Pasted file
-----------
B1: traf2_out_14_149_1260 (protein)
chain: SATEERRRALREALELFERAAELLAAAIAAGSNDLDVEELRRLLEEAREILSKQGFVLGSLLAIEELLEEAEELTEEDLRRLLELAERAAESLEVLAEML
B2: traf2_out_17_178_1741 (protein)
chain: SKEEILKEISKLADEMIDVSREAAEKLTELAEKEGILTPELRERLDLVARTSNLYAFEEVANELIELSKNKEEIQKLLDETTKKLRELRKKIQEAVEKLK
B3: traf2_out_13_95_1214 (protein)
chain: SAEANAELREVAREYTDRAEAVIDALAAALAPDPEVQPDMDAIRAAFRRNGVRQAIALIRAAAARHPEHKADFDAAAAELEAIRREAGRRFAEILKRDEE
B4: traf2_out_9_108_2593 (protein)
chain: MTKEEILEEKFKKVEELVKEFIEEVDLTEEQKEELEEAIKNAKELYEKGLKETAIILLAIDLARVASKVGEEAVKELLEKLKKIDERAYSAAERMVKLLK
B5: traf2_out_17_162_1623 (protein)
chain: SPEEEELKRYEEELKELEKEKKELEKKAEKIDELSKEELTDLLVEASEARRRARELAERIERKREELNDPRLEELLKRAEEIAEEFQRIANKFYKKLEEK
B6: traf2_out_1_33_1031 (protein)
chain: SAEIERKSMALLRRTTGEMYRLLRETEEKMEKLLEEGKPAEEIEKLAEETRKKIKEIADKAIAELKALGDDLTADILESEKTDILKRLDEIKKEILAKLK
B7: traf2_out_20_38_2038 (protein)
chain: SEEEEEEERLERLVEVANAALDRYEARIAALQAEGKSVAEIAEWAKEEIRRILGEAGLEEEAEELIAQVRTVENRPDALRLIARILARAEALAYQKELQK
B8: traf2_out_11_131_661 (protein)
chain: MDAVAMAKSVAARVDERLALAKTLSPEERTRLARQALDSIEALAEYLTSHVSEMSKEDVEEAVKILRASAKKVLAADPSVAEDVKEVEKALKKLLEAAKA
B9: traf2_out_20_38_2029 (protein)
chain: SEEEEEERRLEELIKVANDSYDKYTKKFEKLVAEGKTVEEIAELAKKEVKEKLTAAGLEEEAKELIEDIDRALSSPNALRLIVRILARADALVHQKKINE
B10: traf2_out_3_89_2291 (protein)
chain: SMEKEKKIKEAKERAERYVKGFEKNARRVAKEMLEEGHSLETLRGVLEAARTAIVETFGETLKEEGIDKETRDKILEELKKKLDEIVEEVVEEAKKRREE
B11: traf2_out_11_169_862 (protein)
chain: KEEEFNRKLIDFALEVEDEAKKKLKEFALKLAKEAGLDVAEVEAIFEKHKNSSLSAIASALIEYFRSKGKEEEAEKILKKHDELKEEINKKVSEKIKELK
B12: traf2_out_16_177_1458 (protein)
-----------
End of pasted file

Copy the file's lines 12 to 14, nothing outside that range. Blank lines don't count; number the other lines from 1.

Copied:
chain: SAEIERKSMALLRRTTGEMYRLLRETEEKMEKLLEEGKPAEEIEKLAEETRKKIKEIADKAIAELKALGDDLTADILESEKTDILKRLDEIKKEILAKLK
B7: traf2_out_20_38_2038 (protein)
chain: SEEEEEEERLERLVEVANAALDRYEARIAALQAEGKSVAEIAEWAKEEIRRILGEAGLEEEAEELIAQVRTVENRPDALRLIARILARAEALAYQKELQK